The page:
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China’s Painful Structural Transformation

China's economy has slowed as it shifts from exports and investment toward domestic consumer demand. But rapid growth could return if urbanization accelerates and the authorities implement the structural reforms needed to enable emerging service sectors to thrive.

SHANGHAI – For more than a year, headlines worldwide have been pointing to a Chinese economic slowdown. But a closer look at regional dynamics within China tells a different story – one that is less about deceleration than changing gears.

According to China’s National Bureau of Statistics, the resource-rich province of Shanxi has suffered an economic slowdown, but the southwestern provinces of Chongqing and Guizhou have experienced vibrant growth. Hebei and three other northeastern provinces are feeling the effects of recession, but the heavy-industry economies of Tianjin, Shandong, and Jiangsu are booming.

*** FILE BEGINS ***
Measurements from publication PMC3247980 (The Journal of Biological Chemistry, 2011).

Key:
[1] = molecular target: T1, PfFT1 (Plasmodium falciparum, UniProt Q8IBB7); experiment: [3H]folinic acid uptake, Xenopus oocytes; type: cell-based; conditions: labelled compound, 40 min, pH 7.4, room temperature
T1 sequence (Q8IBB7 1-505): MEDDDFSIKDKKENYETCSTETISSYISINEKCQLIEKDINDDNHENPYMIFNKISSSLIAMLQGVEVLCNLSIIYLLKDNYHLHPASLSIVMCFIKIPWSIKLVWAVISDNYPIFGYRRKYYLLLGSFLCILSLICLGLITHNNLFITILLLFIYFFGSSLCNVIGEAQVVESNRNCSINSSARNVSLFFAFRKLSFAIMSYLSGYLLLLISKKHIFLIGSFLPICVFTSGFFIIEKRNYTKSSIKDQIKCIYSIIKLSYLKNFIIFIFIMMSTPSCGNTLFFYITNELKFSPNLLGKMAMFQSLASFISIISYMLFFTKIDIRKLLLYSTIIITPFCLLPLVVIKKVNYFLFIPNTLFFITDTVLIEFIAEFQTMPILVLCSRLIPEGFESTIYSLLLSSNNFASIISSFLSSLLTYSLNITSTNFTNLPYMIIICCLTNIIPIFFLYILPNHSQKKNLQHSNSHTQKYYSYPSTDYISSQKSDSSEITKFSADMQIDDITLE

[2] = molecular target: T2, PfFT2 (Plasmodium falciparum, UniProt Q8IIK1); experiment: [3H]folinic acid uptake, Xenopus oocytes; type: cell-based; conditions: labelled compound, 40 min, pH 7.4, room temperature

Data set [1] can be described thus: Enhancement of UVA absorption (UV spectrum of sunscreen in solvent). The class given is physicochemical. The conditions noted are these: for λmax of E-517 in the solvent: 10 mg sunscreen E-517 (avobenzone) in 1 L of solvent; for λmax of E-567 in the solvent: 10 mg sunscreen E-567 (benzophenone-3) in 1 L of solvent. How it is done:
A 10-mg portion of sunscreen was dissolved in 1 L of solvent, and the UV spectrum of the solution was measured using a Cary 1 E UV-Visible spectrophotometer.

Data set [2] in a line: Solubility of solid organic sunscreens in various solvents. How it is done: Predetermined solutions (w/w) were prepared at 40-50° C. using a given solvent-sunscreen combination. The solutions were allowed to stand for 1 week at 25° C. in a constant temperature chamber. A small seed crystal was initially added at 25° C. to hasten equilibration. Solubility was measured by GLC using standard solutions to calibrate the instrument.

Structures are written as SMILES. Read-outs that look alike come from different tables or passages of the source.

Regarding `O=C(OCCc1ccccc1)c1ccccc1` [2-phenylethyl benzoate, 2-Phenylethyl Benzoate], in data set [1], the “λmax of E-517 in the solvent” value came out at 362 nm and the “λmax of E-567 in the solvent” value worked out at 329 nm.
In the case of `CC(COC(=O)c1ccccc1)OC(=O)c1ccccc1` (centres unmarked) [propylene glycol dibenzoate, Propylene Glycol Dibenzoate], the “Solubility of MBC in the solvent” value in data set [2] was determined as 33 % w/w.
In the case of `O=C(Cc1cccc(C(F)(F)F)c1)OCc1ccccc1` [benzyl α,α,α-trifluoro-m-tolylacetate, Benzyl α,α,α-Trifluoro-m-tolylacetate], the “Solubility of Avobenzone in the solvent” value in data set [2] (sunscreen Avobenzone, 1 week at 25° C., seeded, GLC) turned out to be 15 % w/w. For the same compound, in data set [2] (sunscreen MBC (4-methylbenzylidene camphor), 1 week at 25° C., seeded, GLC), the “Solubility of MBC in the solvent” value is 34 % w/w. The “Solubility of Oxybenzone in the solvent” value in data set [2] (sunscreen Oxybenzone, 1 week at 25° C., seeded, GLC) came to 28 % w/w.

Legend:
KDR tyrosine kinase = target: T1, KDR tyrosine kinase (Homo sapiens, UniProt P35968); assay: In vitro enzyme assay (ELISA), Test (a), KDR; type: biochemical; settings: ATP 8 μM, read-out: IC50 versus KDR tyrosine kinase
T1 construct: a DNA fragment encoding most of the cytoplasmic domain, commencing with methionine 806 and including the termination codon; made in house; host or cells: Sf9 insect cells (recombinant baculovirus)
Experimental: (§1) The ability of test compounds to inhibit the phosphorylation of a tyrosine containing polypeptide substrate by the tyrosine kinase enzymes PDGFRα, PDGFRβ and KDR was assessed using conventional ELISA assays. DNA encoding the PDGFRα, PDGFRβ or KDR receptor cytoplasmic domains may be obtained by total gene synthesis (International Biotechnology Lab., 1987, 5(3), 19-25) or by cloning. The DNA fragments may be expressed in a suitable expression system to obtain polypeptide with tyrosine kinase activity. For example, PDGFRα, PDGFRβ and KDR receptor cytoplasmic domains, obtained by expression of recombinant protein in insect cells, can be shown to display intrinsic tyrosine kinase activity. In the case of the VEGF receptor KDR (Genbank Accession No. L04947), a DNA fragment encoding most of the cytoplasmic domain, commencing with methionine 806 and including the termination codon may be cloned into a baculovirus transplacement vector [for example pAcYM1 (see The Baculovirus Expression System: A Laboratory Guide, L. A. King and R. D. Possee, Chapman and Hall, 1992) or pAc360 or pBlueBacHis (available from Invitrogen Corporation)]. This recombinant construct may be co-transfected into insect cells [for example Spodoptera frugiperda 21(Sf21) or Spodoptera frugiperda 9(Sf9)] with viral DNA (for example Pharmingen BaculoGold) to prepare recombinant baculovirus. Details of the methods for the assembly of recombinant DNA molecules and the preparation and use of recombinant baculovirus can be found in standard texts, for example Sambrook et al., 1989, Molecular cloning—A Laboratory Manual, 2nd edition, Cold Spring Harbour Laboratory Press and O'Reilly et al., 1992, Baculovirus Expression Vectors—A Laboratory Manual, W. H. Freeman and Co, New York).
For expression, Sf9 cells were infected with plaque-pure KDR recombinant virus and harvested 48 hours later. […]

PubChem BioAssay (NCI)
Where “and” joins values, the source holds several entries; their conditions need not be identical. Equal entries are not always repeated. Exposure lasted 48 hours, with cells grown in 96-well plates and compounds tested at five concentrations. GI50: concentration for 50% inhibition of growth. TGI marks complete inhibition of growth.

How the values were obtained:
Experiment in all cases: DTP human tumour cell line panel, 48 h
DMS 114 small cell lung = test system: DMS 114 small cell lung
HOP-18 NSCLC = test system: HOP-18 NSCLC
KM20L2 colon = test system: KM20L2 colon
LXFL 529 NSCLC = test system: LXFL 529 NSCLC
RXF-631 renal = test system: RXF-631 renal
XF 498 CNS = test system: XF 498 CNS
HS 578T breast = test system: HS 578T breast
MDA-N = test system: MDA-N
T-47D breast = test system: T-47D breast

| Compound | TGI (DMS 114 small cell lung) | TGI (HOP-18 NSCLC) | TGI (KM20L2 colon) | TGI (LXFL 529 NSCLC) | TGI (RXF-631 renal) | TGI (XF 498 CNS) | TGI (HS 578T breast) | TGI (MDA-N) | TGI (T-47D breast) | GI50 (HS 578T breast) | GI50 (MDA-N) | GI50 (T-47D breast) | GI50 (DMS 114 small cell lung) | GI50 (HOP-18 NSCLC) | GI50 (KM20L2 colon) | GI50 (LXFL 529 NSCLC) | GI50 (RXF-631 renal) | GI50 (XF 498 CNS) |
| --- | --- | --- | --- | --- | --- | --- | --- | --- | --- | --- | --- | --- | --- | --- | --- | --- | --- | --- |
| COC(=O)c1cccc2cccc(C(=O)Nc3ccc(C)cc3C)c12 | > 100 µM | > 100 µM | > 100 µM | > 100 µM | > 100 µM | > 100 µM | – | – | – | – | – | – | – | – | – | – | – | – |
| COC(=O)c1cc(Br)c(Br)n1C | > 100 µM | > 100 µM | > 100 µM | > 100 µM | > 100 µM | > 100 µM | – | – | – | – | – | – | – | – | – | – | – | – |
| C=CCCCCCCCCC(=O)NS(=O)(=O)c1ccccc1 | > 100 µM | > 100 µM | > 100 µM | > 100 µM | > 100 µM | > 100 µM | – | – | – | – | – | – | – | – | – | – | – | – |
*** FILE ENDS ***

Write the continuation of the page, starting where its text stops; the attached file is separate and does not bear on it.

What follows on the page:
After the 2008 financial crisis, when slower growth became the “new normal” for many countries, China began to accelerate its economic rebalancing by shifting the drivers of growth from manufacturing and exports toward goods and services for domestic consumption.

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